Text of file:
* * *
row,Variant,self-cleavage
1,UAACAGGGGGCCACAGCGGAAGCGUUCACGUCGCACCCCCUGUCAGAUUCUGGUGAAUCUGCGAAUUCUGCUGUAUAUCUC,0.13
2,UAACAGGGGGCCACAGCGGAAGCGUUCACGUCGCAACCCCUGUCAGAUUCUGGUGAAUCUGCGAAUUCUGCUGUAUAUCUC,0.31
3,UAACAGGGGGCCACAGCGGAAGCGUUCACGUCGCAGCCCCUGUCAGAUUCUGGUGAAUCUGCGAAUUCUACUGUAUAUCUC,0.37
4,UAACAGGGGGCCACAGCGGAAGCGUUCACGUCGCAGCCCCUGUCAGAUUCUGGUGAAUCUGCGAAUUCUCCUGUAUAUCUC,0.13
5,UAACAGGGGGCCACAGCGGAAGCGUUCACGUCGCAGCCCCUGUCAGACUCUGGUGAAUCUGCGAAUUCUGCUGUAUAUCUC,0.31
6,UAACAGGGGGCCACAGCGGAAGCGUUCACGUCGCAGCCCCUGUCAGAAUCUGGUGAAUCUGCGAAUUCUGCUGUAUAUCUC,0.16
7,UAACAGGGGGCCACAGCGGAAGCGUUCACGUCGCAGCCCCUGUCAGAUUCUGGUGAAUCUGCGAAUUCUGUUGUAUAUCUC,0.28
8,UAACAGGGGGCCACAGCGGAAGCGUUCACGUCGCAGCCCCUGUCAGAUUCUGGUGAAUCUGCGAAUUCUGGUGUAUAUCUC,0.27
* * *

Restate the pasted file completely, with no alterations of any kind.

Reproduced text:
row,Variant,self-cleavage
1,UAACAGGGGGCCACAGCGGAAGCGUUCACGUCGCACCCCCUGUCAGAUUCUGGUGAAUCUGCGAAUUCUGCUGUAUAUCUC,0.13
2,UAACAGGGGGCCACAGCGGAAGCGUUCACGUCGCAACCCCUGUCAGAUUCUGGUGAAUCUGCGAAUUCUGCUGUAUAUCUC,0.31
3,UAACAGGGGGCCACAGCGGAAGCGUUCACGUCGCAGCCCCUGUCAGAUUCUGGUGAAUCUGCGAAUUCUACUGUAUAUCUC,0.37
4,UAACAGGGGGCCACAGCGGAAGCGUUCACGUCGCAGCCCCUGUCAGAUUCUGGUGAAUCUGCGAAUUCUCCUGUAUAUCUC,0.13
5,UAACAGGGGGCCACAGCGGAAGCGUUCACGUCGCAGCCCCUGUCAGACUCUGGUGAAUCUGCGAAUUCUGCUGUAUAUCUC,0.31
6,UAACAGGGGGCCACAGCGGAAGCGUUCACGUCGCAGCCCCUGUCAGAAUCUGGUGAAUCUGCGAAUUCUGCUGUAUAUCUC,0.16
7,UAACAGGGGGCCACAGCGGAAGCGUUCACGUCGCAGCCCCUGUCAGAUUCUGGUGAAUCUGCGAAUUCUGUUGUAUAUCUC,0.28
8,UAACAGGGGGCCACAGCGGAAGCGUUCACGUCGCAGCCCCUGUCAGAUUCUGGUGAAUCUGCGAAUUCUGGUGUAUAUCUC,0.27